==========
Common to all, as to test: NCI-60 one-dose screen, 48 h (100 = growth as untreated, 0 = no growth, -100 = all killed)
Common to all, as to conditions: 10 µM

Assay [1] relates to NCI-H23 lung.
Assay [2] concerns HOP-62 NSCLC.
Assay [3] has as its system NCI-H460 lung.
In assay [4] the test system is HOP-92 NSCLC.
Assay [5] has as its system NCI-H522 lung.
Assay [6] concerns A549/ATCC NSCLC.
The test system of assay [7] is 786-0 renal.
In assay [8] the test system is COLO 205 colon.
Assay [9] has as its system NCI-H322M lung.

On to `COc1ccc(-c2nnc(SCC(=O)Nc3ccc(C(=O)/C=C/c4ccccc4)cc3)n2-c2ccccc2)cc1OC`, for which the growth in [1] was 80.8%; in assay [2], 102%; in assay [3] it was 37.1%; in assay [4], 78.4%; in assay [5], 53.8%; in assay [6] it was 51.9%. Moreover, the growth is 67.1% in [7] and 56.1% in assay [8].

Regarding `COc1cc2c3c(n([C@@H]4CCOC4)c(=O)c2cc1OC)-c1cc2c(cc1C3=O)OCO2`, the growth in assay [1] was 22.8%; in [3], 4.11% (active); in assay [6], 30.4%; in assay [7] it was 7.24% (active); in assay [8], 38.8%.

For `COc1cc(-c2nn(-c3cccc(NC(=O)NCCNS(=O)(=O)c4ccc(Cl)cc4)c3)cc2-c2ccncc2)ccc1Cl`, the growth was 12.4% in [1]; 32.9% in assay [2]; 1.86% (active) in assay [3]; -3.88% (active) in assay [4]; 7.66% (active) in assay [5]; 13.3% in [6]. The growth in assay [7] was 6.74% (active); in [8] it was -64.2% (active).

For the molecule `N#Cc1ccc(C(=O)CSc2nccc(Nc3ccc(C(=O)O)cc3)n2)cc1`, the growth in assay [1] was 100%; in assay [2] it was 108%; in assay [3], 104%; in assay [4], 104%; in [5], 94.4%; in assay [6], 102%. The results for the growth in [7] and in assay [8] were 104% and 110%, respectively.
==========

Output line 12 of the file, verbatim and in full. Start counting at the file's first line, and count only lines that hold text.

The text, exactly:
On to `COc1ccc(-c2nnc(SCC(=O)Nc3ccc(C(=O)/C=C/c4ccccc4)cc3)n2-c2ccccc2)cc1OC`, for which the growth in [1] was 80.8%; in assay [2], 102%; in assay [3] it was 37.1%; in assay [4], 78.4%; in assay [5], 53.8%; in assay [6] it was 51.9%. Moreover, the growth is 67.1% in [7] and 56.1% in assay [8].